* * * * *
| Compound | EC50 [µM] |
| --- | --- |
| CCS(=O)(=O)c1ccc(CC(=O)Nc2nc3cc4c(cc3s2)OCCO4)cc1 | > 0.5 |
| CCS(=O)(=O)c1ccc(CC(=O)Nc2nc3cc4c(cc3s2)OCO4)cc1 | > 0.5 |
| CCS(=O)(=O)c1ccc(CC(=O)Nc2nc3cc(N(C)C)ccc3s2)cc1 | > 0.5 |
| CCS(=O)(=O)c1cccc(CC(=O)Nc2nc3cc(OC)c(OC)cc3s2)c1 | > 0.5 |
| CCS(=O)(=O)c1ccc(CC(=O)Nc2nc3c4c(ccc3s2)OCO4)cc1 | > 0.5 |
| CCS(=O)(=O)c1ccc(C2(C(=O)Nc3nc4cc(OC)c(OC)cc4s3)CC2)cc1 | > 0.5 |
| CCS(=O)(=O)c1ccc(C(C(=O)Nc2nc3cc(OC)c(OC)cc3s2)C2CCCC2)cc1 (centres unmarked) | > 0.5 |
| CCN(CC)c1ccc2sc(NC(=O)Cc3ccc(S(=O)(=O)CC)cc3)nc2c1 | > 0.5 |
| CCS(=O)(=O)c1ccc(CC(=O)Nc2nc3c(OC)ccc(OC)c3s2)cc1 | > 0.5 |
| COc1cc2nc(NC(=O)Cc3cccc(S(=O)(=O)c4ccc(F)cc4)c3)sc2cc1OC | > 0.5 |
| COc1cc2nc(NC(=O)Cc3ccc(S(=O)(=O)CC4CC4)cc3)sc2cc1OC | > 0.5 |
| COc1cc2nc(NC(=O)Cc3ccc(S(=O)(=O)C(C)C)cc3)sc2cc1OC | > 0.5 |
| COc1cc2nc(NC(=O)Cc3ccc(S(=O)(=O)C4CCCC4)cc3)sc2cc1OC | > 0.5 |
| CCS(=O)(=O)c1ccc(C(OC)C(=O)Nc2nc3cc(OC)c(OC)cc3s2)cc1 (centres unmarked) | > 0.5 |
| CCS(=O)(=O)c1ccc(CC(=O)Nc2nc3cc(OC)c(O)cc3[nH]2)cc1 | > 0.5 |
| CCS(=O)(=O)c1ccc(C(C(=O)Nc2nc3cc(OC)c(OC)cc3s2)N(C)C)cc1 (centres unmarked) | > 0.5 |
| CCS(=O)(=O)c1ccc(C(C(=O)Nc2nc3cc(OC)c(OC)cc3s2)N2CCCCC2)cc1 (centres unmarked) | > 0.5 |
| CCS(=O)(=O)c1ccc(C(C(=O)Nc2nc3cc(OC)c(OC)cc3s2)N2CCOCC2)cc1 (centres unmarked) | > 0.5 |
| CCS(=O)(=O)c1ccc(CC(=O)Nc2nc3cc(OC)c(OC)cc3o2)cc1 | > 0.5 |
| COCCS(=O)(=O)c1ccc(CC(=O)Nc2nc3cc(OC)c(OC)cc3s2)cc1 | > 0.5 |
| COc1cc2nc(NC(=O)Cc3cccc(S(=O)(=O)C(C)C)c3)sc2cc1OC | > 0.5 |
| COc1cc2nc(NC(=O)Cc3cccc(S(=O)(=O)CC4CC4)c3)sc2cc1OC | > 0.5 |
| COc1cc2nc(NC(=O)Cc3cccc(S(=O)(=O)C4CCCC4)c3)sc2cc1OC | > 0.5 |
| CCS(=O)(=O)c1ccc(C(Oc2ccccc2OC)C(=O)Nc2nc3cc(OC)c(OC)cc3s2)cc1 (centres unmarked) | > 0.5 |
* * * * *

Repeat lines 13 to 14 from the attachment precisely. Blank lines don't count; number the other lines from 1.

| COc1cc2nc(NC(=O)Cc3ccc(S(=O)(=O)CC4CC4)cc3)sc2cc1OC | > 0.5 |
| COc1cc2nc(NC(=O)Cc3ccc(S(=O)(=O)C(C)C)cc3)sc2cc1OC | > 0.5 |